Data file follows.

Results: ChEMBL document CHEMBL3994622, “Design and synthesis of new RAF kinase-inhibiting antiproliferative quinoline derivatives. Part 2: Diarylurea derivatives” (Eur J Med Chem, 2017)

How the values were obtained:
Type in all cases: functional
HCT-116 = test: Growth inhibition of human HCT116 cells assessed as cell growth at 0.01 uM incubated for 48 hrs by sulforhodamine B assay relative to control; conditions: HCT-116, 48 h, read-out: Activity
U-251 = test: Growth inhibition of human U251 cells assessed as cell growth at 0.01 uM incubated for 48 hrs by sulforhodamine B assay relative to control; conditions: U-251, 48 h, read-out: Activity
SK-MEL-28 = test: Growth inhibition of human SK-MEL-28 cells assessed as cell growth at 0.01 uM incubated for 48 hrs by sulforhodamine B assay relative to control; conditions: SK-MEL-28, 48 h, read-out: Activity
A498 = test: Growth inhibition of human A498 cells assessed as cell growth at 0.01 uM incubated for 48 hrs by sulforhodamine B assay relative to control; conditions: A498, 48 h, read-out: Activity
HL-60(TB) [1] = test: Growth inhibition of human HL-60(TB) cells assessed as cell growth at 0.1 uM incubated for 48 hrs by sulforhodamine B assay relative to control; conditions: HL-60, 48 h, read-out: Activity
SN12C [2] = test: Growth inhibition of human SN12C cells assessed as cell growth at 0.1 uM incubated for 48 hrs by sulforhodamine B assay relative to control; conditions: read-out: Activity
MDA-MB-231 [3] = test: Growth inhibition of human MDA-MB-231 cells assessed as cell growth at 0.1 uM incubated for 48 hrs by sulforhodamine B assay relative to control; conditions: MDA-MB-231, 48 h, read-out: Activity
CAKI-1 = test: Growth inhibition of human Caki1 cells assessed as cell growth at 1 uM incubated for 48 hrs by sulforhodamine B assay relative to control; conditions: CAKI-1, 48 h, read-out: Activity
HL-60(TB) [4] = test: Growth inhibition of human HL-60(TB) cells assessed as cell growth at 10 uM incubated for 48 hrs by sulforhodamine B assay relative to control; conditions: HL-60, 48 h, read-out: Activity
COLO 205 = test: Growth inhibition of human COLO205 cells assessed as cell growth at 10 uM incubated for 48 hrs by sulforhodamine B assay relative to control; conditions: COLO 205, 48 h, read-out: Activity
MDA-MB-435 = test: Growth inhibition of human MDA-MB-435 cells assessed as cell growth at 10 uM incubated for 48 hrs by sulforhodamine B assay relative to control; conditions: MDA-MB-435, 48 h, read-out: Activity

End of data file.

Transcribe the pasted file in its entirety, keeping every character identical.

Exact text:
Results: ChEMBL document CHEMBL3994622, “Design and synthesis of new RAF kinase-inhibiting antiproliferative quinoline derivatives. Part 2: Diarylurea derivatives” (Eur J Med Chem, 2017)

How the values were obtained:
Type in all cases: functional
HCT-116 = test: Growth inhibition of human HCT116 cells assessed as cell growth at 0.01 uM incubated for 48 hrs by sulforhodamine B assay relative to control; conditions: HCT-116, 48 h, read-out: Activity
U-251 = test: Growth inhibition of human U251 cells assessed as cell growth at 0.01 uM incubated for 48 hrs by sulforhodamine B assay relative to control; conditions: U-251, 48 h, read-out: Activity
SK-MEL-28 = test: Growth inhibition of human SK-MEL-28 cells assessed as cell growth at 0.01 uM incubated for 48 hrs by sulforhodamine B assay relative to control; conditions: SK-MEL-28, 48 h, read-out: Activity
A498 = test: Growth inhibition of human A498 cells assessed as cell growth at 0.01 uM incubated for 48 hrs by sulforhodamine B assay relative to control; conditions: A498, 48 h, read-out: Activity
HL-60(TB) [1] = test: Growth inhibition of human HL-60(TB) cells assessed as cell growth at 0.1 uM incubated for 48 hrs by sulforhodamine B assay relative to control; conditions: HL-60, 48 h, read-out: Activity
SN12C [2] = test: Growth inhibition of human SN12C cells assessed as cell growth at 0.1 uM incubated for 48 hrs by sulforhodamine B assay relative to control; conditions: read-out: Activity
MDA-MB-231 [3] = test: Growth inhibition of human MDA-MB-231 cells assessed as cell growth at 0.1 uM incubated for 48 hrs by sulforhodamine B assay relative to control; conditions: MDA-MB-231, 48 h, read-out: Activity
CAKI-1 = test: Growth inhibition of human Caki1 cells assessed as cell growth at 1 uM incubated for 48 hrs by sulforhodamine B assay relative to control; conditions: CAKI-1, 48 h, read-out: Activity
HL-60(TB) [4] = test: Growth inhibition of human HL-60(TB) cells assessed as cell growth at 10 uM incubated for 48 hrs by sulforhodamine B assay relative to control; conditions: HL-60, 48 h, read-out: Activity
COLO 205 = test: Growth inhibition of human COLO205 cells assessed as cell growth at 10 uM incubated for 48 hrs by sulforhodamine B assay relative to control; conditions: COLO 205, 48 h, read-out: Activity
MDA-MB-435 = test: Growth inhibition of human MDA-MB-435 cells assessed as cell growth at 10 uM incubated for 48 hrs by sulforhodamine B assay relative to control; conditions: MDA-MB-435, 48 h, read-out: Activity